As the impacts of rising climate change and the ghosts of industrialization continue to affect the health and wellbeing of Providence’s most marginalized residents, environmental efforts are ramping up, with community members at the forefront. Community-based organizations, long-time residents, educators, and other involved members of the Providence community are leading the charge in building neighborhood resiliency, education, and advocacy around environmental justice.

What was once a long-abandoned cotton and textile mill that later became a brownfield site and dumping ground, has been transformed into what is now Riverside Park, a large field with a playground, fish ladder, stage, and plenty of green space for families to picnic or relax. The park is a direct product of community input–when the WRWC, previously known as the Woonasquatucket Greenway Project, asked Olneyville residents what they wanted to see in their own community, the answer was what is now a well-maintained community green space for residents to gather, play, and explore the natural world.

In public schools around the state, students of all ages are engaging with nature and their communities through programs tailored to their interests. Internships, interactive learning, outdoor activities, and programming centered around environmental education and justice are drawing students and helping them learn about the importance of being stewards of the environment.

The Port of Providence, which serves as a hub of industrialization yet lies in the most diverse county of the state and is home to residents with some of the lowest income per capita, also poses a variety of environmental hazards to the families living in this part of the city. Out of frustration with the negative health impacts and fear of environmental health risks, grassroots efforts have grown, started and led by Providence residents. One such example is the “No LNG in PVD” campaign, which was started by residents and included old-fashioned door-knocking to inform neighbors about what was happening in their community and giving them a space to voice their concerns and tell their stories.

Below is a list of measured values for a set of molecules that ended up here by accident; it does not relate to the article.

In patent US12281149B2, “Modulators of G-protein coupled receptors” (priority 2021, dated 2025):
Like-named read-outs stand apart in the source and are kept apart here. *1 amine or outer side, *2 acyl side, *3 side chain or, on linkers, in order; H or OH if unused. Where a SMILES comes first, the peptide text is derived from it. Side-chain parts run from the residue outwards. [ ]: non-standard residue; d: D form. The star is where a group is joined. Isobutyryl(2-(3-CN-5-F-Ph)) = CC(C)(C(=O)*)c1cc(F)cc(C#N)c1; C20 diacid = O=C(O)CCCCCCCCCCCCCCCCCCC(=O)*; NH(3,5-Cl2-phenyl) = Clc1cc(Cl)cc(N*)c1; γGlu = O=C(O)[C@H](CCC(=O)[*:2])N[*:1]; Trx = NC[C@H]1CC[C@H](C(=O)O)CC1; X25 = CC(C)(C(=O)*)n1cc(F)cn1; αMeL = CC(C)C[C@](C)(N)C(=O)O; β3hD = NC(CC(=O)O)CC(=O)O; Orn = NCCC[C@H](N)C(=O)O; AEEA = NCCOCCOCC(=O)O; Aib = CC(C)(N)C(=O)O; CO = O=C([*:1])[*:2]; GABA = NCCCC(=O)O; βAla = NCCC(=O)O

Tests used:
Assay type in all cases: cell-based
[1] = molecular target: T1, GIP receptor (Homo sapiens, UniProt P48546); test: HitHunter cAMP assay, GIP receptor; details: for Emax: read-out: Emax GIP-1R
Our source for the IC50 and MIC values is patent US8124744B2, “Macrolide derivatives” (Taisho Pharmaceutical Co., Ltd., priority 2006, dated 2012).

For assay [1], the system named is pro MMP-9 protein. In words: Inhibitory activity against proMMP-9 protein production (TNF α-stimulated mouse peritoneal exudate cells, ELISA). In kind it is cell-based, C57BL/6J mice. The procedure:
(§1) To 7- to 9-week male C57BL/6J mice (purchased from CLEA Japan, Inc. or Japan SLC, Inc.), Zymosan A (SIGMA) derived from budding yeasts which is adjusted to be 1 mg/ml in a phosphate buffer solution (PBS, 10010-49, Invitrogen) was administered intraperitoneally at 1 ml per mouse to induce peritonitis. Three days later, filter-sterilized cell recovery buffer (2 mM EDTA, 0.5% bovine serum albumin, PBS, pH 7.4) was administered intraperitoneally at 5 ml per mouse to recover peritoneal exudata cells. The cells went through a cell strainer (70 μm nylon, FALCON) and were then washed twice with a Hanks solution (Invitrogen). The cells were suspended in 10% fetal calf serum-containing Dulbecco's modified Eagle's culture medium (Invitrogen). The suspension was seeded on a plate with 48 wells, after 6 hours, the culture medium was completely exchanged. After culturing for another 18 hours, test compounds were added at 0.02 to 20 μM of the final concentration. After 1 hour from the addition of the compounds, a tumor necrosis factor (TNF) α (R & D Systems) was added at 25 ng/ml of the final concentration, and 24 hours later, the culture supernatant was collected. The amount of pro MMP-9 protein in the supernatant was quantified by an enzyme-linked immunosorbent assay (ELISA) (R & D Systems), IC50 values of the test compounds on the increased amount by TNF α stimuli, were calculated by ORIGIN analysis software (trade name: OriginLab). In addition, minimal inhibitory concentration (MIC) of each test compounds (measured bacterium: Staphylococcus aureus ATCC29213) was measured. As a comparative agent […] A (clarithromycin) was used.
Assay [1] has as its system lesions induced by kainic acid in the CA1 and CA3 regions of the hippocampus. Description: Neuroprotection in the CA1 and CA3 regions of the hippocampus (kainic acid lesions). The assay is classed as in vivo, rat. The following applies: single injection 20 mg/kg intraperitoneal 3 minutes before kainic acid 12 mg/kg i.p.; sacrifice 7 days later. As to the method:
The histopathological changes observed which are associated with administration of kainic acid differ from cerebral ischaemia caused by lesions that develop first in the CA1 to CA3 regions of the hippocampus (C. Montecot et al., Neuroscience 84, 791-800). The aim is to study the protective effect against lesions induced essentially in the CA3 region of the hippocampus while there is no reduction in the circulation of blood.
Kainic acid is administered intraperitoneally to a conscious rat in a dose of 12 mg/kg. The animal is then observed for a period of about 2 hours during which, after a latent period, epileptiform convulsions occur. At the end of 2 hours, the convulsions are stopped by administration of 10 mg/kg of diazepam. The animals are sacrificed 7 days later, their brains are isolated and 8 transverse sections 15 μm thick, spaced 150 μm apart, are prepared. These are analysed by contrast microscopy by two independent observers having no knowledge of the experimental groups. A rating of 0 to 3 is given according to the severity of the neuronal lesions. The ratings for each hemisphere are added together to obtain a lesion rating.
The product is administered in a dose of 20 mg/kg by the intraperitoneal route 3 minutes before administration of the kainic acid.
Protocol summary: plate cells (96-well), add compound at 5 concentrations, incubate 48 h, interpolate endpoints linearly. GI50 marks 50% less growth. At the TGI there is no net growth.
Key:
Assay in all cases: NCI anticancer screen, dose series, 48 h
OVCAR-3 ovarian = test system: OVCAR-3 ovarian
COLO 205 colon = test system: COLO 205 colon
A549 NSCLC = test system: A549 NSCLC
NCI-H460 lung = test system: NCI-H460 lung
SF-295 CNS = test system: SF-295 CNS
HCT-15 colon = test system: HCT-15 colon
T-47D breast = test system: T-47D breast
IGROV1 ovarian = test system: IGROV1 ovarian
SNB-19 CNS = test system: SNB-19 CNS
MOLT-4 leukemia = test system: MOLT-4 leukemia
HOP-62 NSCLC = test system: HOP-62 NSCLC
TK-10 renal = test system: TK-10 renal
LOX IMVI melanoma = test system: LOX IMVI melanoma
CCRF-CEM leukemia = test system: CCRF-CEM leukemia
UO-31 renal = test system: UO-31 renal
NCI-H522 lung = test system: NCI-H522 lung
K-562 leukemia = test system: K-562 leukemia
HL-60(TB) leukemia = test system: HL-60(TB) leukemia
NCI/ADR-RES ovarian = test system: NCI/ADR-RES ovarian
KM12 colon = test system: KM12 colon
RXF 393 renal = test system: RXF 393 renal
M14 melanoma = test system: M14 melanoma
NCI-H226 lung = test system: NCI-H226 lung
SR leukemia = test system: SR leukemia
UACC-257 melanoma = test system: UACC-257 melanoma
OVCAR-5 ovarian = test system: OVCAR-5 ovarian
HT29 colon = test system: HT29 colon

Another community in Providence taking the lead on climate justice and resiliency is the Olneyville neighborhood. Created by the WRWC, “New Voices at the Water Table,” or “Nuevas Voces,” is based on growing community-led environmental activism. Now in its second year, Nuevas Voces seeks to build community among the residents of Olneyville, a predominantly Latino community on the Woonasquatucket River with an extensive history of flooding and sea level rise. It provides a space for community members to come together, learn about climate issues in their own community, and enables community members to help direct and guide what environmental efforts happen in their neighborhood.

While there is much work to be done, and there are considerations for how climate change is disproportionately impacting marginalized and underserved populations, there is hope with the rise of environmentalist efforts, and it starts right in our own communities.

You can read the full story from 41ºN Magazine here.